Weaving Looms For Beginners – Which Type To Choose?

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Weaving with a loom is an ancient technology and art that has captivated humanity for countless generations.

Thanks to the industrial revolution we no longer need to weave our own clothing. However, hand weaving on a small loom is making a real comeback amongst craft-enthusiasts and creatives.

Weaving with a loom can be a great way to relax, spend some time, and create beautiful pieces of art at the same time.

weaving with a loom

In this article, you will discover everything you need to know to choose which loom will be the best for you to start with.

Best weaving looms

Best loom for absolute beginners

The Beka weaving frame is likely they best loom for beginners that have absolutely no experience with weaving due to its simple nature and the absence of any moving parts.

It is made from hard maple wood and 20” x 23” in size. Since it is pretty lightweight and comes with a stand you can opt to lay it flat on the table, use it in an upright position or even use it as a lap loom while you are sitting down in a comfortable chair.

It also comes with a few weaving tools such as a pickup stick, weaving needle and shuttle.

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Best rigid heddle loom for beginners

When it comes to rigid heddle looms there are two great brands to choose from: Ashford and Schacht.

The Ashford weaving rigid heddle loom is a good place to start if you want to do big projects. It comes in two different sizes (32″ and 24″), only weighs around 10 pounds (4.54 kg) and is very versatile.

This model also comes with a nylon reed, 2 differently sized shuttles, threading hook, warping peg, and clamp. Additionally, it comes with an instruction booklet that will help you get started.

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For smaller projects the Schacht Cricket loom is great. It comes in 2 different sizes (10″ and 15″), has an 8-dent reed and some additional goodies such as a threading hook, warping peg, shuttle etc.

This model has indentations on one side which makes it suitable for lap loom weaving as well. Simply put the side with the indentations on the table and the other side and on your lap.

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Things to consider when buying a weaving loom

Since there are many loom types, brands, and models out there, it can be a little difficult to choose one. Here is a list of things to keep in mind:

  • Previous experience: a table or floor loom is pretty difficult to use and you will probably need a teacher that can guide you. Whereas weaving on a frame loom or rigid heddle loom can be learned by reading a good book or watching some YouTube videos.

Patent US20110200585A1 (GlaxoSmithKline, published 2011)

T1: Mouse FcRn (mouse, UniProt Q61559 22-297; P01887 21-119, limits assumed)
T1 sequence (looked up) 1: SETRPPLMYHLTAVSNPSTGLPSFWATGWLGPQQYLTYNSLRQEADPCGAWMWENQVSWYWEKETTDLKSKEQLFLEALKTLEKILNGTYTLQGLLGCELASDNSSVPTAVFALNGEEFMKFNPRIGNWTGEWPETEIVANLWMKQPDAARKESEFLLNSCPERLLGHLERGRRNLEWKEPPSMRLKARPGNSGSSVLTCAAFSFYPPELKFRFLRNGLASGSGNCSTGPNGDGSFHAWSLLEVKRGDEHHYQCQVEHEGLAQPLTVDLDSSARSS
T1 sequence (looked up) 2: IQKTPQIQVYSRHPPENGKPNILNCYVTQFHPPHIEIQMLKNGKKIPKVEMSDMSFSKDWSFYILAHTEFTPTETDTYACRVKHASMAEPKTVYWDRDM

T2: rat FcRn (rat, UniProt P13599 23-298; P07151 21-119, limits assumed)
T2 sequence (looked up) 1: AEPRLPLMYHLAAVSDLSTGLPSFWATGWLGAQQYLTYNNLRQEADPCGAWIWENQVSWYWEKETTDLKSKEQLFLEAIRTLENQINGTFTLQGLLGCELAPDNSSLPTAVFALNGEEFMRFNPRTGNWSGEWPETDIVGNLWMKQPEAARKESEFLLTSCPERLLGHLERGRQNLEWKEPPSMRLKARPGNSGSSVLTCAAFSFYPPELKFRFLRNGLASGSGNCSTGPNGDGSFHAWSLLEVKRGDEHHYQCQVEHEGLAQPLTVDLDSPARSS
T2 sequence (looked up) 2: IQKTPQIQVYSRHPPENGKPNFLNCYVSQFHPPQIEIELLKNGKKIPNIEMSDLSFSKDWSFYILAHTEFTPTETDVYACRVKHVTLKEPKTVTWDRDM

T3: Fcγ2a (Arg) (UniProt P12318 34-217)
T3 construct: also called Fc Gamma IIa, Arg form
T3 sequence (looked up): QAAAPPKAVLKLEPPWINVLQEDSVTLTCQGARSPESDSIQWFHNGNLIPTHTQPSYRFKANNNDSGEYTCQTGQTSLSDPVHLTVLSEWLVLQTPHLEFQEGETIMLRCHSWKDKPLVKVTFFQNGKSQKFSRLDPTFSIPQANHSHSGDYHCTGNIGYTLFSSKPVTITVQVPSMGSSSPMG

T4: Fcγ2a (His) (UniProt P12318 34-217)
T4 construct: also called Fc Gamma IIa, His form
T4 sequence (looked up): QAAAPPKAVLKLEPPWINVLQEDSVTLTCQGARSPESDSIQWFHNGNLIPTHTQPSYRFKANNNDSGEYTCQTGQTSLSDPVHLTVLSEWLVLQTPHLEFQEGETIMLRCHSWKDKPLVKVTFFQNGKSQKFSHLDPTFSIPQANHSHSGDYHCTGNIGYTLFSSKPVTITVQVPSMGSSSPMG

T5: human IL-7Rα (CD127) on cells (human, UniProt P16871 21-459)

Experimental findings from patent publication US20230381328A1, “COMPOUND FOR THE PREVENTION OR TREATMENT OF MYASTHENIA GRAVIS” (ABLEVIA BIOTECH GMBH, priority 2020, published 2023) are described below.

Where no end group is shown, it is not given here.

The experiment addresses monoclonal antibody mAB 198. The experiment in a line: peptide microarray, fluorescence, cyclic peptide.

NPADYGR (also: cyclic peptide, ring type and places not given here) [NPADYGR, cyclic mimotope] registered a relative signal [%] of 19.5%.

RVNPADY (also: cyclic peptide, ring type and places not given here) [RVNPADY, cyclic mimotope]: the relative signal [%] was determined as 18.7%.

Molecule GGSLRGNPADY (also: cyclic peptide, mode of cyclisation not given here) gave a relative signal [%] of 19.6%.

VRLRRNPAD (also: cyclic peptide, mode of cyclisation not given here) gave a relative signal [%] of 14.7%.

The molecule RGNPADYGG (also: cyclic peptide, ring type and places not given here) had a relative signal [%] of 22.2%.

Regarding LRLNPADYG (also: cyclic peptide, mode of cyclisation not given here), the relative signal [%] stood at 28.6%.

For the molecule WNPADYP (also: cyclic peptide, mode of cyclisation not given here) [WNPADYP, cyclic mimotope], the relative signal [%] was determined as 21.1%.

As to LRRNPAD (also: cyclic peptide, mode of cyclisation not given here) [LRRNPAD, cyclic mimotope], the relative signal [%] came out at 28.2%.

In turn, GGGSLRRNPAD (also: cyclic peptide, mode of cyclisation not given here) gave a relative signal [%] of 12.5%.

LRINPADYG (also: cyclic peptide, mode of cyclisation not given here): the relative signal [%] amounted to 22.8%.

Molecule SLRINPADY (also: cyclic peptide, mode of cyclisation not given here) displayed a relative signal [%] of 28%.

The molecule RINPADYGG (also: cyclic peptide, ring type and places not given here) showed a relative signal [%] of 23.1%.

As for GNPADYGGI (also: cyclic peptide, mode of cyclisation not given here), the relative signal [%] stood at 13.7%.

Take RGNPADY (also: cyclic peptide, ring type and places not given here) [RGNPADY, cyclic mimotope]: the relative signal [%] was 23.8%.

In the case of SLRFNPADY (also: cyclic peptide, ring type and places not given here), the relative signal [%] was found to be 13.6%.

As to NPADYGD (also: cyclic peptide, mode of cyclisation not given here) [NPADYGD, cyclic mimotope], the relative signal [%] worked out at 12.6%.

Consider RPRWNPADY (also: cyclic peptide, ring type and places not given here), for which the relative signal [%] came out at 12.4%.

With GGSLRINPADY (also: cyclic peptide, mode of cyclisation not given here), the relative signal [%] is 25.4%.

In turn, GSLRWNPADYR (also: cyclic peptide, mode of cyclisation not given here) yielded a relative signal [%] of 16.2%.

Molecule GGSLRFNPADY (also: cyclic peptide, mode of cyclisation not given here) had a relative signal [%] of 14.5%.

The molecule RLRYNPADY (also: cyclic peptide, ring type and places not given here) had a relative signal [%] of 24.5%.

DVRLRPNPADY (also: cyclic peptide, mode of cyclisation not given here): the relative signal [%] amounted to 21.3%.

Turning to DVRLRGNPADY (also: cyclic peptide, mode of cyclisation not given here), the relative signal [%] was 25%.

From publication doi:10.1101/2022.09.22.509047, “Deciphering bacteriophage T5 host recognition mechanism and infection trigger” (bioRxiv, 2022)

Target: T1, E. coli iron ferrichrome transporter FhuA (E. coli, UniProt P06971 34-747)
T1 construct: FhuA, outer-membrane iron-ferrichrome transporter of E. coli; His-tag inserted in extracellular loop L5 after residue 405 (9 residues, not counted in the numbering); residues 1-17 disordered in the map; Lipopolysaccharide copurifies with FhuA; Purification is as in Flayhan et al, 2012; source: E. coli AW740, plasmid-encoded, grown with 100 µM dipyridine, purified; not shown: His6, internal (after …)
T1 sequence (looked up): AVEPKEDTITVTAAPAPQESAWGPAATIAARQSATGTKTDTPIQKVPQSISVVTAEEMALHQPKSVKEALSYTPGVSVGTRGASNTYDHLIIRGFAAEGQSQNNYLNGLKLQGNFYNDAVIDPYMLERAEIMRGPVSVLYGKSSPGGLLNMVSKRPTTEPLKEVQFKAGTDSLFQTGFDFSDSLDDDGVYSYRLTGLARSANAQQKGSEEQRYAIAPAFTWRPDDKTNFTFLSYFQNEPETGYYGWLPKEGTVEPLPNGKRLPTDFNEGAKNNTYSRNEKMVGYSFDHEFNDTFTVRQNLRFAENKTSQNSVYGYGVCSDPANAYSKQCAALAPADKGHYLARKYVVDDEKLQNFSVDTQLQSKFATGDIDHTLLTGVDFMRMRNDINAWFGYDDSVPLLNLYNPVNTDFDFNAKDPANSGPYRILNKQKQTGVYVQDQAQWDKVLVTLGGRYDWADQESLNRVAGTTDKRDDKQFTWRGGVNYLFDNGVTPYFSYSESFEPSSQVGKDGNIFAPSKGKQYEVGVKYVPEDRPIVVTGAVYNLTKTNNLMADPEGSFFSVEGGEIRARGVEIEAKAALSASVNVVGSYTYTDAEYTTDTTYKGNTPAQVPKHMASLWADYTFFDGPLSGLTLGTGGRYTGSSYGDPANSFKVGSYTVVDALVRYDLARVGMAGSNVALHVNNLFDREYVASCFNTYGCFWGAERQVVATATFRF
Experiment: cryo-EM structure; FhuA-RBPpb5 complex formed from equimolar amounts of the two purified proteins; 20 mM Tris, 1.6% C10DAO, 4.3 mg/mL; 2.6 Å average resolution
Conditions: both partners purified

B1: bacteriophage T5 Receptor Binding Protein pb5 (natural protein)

• Future projects: different types of looms are more appropriate for different projects. For example, lap looms are great for making small decorative wall hangings, whereas a table loom is better for big blankets and scarfs.
  • Size: the width of the loom will dictate how big your weave can be. So choose a loom with the appropriate size for your projects. You can always make a small weave on a big loom, but vice versa is impossible.
  • Space: although floor looms and rigid heddle looms are not that big and easy to store, a table or floor loom can be very big and heavy so you will need enough free space in your house.

Types of weaving looms

Before you can decide on which weaving loom to get, you should become familiar with the different types of looms out there.

The most basic option is the lap loom / frame loom, which is pretty easy to learn and ideal for absolute beginners.

However, if you are more ambitious you can also try your hands on a rigid heddle loom. This type of loom let’s you work much faster than a lap loom.

Additionally, there are some types such as the inkle and the tapestry loom which are great for very specific projects, and a few bigger types such as the floor and table loom which look the most familiar to an industrial loom but are also difficult to operate.

Let’s look at each type in more detail.

Lap looms & frame looms

The lap loom, also known as a frame loom, is the most common hand weaving loom among beginners. Mainly because weaving on a frame loom is easy to learn and they are very cheap.

They are normally made out of wood and have a rectangular shape. It is not too heavy or big, so you can hold it in your lap while weaving on it, hence its name.